Top Ten Highlights of Cleantech in Portugal


From 2005 to 2010, Portugal was able to raise the amount of renewable energy in the country up to 45 percent. Portugal has always been very adamant about the inclusion of using renewable energy sources. The first part of the plan was introducing natural gas to replace coal and oil and energy market liberalization to the private market. Now, Portugal is solely focused on energy efficiency and renewable energy sources. It is currently one of the biggest cleantech countries in the EU as it takes advantage of all forms of renewable energy, including solar, wind, geothermal, hydro, and wave.

1) Success of the E4 Initiative. The E4 Program (standing for “Energy Efficiency and Endogenous Energies”), was created in 2001 and consisted of a number of measures with the goal of promoting an integrated and consistent approach to the supply and demand of energy. E4 Initiative promoted renewable energy usage and energy efficiency. The goal was to increase economic competitiveness in Portugal, while, at the same time, preserving the environment by decreasing overall gas emissions. This initiative has been the driving force of the impact of cleantech. Through E4, a number of new policies have been created, including in 2007, when a law was passed mandating all new properties must be fitted with solar panels to aid with heating of water.

2) Global Leader in Alternative Energy. Portugal has become a leader in the world for alternative energy. Currently, it gets more than 45 percent of its renewable energy sources and it has surpassed the United States and has become one of the largest producers of wind energy throughout the globe. Portugal also has one of the largest working smart grids available, something that big-name countries like China and the United States aim to achieve but have not gotten there yet. Portugal is also planning to unveil in the next few years the first nation-wide electric car and charging station network. It will be the first in the world.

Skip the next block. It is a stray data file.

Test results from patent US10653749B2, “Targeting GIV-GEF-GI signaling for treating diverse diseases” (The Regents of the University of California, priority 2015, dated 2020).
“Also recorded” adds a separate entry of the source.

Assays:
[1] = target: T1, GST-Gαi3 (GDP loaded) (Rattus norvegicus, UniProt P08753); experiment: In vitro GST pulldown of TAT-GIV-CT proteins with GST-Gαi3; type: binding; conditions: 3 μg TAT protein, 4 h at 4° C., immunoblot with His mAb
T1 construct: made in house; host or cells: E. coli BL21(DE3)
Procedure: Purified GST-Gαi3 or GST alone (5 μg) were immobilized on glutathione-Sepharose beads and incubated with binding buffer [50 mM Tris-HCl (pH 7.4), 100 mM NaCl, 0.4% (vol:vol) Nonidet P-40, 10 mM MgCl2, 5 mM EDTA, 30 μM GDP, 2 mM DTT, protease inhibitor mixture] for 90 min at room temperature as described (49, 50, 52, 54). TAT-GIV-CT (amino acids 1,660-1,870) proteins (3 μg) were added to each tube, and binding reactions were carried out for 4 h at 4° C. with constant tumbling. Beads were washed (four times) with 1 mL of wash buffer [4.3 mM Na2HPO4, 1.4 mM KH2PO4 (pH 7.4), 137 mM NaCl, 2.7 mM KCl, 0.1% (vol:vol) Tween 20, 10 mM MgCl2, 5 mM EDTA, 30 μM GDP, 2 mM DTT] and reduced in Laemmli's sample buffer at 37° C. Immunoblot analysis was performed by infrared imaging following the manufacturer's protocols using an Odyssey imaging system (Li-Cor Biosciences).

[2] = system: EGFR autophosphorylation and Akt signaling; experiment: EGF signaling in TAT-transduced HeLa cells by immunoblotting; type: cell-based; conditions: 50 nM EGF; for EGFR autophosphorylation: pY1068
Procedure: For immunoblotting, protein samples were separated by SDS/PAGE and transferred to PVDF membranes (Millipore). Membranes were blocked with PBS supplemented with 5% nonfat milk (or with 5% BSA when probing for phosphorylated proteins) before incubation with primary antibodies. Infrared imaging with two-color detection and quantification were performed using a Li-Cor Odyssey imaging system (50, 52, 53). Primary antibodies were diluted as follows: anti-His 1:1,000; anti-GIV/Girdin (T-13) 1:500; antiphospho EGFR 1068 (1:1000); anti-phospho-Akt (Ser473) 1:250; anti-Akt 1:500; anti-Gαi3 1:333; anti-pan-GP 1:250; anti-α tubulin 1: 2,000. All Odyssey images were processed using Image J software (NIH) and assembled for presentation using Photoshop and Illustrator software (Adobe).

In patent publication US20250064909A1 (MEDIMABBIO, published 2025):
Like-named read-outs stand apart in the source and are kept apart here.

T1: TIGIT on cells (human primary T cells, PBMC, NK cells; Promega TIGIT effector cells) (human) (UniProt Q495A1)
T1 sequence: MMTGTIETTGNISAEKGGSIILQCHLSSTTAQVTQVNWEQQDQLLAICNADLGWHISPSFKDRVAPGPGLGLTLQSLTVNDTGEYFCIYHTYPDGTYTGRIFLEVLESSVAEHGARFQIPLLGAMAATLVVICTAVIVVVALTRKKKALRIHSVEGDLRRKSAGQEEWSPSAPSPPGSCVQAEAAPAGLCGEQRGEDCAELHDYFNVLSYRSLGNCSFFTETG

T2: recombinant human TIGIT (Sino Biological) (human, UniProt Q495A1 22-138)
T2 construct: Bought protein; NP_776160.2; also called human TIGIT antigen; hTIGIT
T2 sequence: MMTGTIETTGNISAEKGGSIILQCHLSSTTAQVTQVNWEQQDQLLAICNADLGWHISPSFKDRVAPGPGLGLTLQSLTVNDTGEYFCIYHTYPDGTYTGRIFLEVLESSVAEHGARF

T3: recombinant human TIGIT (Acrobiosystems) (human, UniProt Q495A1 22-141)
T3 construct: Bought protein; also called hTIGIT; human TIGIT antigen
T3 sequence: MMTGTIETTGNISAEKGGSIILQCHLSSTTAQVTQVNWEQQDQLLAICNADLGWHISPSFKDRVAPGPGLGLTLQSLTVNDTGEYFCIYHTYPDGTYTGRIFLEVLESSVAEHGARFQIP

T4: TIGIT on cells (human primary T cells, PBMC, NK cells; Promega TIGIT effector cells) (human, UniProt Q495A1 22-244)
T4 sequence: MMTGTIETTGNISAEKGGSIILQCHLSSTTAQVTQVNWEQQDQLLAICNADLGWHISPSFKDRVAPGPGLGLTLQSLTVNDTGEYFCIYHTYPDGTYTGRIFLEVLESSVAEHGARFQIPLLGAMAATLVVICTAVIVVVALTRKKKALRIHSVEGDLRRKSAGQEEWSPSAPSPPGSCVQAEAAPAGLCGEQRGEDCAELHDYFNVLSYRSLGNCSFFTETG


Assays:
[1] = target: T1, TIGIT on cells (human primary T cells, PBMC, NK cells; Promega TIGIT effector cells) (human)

3) Incentives. To increase cleantech throughout the country, there have been a number of incentives to further promote renewable energy and energy efficiency. Numerous investment subsidy programs were created to support projects in renewable energy. For the electricity market, there are a number of incentives revolving around feed-in tariffs for electricity created by renewable sources of energy. In the heat market there are capital investment subsidies, and in transportation, there are tax reductions for the usage of biofuels in RTD projects.

4) Portal Energia. One impact has been the increase in knowledge and the spread of education on clean technologies throughout Portugal. For example, Portal Energia is a website that provides loads of information on the different sources of energy available and the innovations within Portugal. The website offers practical information as well as documentation on renewable energy used for consultation. Also available are the many job opportunities available within the cleantech industry.

5) Meeting 2015 Goals, Surpassing them, and Making New Goals. In 2005, Portugal made an ambitious alternative energy goal – it wanted to have 45 percent of its total electricity needs met by alternative sources of energy by the year 2015. Money was invested into numerous projects, including one of the largest solar energy stations around the globe that covers 114 hectares of land, multiple wind turbines, and extreme use of wave energy. Because of their desire for cleantech, Portugal actually reached this goal by 2010! Portugal’s new goal is to reach 60 percent by 2020.